Working out a good science project idea to use which involves your pet cat is a good idea if you are interested in animals. There are several different science project ideas you can choose from involving cats, but the number of cats and the amount of time you have may limit your choices. Learning about a few options for science project ideas involving cats is a good way to decide whether you wish to use your cat in your project.
Paw Print Identification
The general idea behind this project is to determine whether or not cats have identifiable, individualised paw prints in the same way as humans have fingerprints. You need numerous cats for this experiment (the more the better) and some method of taking paw prints. Use a magnetic fingerprint powder or something simpler such as ink and paper to take the cats' paw prints. Leave the room and then get somebody to make a paw-print on something using one of the cats (you can leave something that will retain a print, like a mirror) between the chosen cat and the food. Once the print has been made, try to correctly identify the cat based on the print. If you can, it presents good evidence for cats having individual paw prints. Analysis of the prints can add more weight to this claim.
This project tries to determine whether or not cats display a paw preference between their right and left paws. This can be done in many ways. One of these ideas is a "Tube Test," whereby some food is put in a small tube (too thin for the cat's head) and you observe the cat to see which paw it uses to get the food out. Another test is a "Smudge Test," where you put a bit of wet cat food (or any other oily, edible substance) on the cat's nose and see which paw is used to wipe it off. You can also do a test to see which hand a cat uses to bat a toy dangled in front of him. Use as many cats as possible, and repeat the experiments several times. Measure both the first paw used and the paw which generates a successful result. If there is a trend with each individual cat, it suggests that cats have a paw preference.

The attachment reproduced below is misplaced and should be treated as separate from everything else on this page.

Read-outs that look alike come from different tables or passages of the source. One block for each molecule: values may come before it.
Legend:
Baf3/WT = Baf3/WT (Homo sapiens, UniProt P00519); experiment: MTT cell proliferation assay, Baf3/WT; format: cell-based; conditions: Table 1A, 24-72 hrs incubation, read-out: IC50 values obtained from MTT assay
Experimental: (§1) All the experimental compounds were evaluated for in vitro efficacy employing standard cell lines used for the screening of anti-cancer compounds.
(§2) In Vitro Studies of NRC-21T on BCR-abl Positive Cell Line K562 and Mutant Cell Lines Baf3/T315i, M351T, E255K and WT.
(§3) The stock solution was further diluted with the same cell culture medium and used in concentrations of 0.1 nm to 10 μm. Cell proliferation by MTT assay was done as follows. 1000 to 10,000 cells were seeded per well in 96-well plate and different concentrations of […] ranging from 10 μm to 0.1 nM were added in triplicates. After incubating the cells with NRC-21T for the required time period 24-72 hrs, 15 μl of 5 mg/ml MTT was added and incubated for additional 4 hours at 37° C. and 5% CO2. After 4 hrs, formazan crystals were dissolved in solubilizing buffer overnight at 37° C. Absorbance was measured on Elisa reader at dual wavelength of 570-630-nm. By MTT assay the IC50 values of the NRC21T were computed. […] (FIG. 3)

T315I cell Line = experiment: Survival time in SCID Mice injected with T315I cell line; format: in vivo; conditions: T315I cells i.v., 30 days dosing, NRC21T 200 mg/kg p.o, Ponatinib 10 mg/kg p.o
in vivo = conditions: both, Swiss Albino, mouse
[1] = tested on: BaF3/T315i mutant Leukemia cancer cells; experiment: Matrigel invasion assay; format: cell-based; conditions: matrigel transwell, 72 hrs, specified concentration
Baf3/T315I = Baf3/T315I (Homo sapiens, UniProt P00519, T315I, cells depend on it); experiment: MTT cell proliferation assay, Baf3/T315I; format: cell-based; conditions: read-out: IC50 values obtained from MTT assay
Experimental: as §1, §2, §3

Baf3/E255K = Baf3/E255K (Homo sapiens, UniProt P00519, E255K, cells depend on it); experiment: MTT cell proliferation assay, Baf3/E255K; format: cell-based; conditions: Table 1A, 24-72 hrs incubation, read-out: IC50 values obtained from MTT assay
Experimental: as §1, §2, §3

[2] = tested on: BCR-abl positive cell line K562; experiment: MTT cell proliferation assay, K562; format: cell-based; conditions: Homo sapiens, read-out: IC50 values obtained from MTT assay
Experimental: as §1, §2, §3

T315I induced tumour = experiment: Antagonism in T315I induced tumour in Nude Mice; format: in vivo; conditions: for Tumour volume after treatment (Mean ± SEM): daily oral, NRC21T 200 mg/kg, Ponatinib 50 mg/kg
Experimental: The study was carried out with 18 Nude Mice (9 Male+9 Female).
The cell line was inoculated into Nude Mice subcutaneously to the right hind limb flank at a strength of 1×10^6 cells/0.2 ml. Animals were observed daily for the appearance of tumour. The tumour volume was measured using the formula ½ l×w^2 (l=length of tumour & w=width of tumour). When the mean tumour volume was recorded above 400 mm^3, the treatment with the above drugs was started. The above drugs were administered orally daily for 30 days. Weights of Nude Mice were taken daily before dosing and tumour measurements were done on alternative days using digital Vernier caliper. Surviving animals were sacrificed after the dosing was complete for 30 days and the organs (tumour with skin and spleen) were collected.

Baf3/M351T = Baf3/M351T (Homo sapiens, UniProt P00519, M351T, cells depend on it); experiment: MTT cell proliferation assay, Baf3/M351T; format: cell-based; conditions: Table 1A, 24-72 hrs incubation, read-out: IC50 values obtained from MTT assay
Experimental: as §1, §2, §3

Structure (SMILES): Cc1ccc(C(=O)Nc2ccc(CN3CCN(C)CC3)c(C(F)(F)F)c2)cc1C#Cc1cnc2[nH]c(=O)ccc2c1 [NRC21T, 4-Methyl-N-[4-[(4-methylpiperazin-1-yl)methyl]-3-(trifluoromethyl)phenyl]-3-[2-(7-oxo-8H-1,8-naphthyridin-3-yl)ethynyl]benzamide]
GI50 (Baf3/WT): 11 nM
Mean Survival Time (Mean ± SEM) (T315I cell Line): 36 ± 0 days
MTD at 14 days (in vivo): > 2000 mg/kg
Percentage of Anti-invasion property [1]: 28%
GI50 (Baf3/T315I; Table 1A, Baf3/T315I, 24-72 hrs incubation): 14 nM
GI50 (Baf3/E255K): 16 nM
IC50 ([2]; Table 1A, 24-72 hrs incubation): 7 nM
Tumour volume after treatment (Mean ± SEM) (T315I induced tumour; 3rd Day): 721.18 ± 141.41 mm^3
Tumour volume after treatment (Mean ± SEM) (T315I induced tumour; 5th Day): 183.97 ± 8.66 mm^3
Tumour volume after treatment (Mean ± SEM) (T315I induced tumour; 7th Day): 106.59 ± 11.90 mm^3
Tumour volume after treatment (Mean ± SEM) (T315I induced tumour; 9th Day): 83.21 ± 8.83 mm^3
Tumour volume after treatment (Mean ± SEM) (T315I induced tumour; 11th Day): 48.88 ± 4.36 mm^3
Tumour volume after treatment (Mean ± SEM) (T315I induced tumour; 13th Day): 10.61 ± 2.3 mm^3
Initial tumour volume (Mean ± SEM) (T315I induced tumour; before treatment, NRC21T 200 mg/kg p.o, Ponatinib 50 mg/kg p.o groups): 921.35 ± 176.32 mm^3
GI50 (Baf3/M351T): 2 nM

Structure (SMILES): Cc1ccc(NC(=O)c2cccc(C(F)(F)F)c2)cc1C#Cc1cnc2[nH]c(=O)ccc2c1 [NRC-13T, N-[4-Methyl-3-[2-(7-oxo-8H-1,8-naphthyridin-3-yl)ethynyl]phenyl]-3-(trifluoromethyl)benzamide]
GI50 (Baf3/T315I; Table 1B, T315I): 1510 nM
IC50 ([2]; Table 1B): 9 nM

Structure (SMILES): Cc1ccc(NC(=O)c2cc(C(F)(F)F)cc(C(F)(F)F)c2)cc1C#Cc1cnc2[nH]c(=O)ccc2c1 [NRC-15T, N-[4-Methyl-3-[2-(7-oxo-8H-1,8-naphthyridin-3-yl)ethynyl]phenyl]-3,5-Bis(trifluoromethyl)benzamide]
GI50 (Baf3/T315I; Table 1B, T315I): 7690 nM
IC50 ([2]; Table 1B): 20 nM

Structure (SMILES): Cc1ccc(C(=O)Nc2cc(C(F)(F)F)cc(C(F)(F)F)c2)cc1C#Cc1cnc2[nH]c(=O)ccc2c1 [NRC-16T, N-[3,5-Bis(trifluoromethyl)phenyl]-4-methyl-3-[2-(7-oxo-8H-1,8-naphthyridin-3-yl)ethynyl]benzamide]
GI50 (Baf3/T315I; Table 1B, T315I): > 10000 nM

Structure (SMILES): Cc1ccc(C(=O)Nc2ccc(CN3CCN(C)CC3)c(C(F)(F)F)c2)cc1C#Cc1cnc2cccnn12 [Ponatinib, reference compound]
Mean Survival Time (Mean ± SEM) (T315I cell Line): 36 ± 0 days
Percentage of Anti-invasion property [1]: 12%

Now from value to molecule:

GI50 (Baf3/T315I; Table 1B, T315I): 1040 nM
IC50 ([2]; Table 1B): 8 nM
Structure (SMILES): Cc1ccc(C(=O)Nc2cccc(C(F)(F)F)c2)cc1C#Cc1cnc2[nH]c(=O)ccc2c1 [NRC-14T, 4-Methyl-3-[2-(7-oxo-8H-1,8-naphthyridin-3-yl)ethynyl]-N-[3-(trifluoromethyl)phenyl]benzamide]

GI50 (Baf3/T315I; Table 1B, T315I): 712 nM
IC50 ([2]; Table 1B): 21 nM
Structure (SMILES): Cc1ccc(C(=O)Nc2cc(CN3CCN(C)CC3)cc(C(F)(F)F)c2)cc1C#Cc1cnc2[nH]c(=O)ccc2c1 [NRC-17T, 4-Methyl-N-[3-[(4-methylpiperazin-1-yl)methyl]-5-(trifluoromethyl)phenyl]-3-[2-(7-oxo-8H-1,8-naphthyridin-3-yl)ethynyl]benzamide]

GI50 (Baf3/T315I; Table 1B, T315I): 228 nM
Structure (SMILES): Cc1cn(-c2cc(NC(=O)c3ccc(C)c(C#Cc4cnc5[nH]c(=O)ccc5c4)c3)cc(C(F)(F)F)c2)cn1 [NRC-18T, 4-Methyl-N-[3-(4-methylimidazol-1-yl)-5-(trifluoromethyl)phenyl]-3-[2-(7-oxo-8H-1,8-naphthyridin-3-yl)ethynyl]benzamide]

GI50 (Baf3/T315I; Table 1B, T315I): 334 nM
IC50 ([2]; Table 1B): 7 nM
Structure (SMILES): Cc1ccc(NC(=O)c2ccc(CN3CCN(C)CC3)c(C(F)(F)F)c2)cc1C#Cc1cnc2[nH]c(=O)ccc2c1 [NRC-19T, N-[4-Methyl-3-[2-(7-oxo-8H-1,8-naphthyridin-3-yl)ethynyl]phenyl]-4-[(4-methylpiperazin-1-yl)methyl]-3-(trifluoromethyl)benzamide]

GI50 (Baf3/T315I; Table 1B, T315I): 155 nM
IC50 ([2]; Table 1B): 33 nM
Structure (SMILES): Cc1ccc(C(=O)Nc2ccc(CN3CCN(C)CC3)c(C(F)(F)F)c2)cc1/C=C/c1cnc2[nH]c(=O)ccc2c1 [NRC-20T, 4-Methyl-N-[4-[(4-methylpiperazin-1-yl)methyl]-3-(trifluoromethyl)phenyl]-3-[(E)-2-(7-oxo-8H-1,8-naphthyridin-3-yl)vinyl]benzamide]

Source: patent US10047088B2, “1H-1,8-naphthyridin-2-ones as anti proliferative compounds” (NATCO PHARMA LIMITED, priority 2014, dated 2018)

You could also do an experiment to determine which type of foods cats prefer. Test to see whether they like lean or fatty meats, sweet or sour tastes, warm or cold food. Simply fill two bowls of varying types of food, and see which one a cat eats more of over the course of a day. As with all science experiments, the sample size is important, and the more cats you can test, the better.
There are many different experiments that can be done on cats to determine how quickly they can learn new tricks, and which sort of stimuli they respond better to. Use the theory of operant conditioning, which is basically a method of teaching which incorporates positive reinforcement to teach pets to repeat behaviours. To get a cat to give you a high five, you can hold your hand up until your cat touches your hand with their paw, and then reward it with a treat to reinforce the behaviour.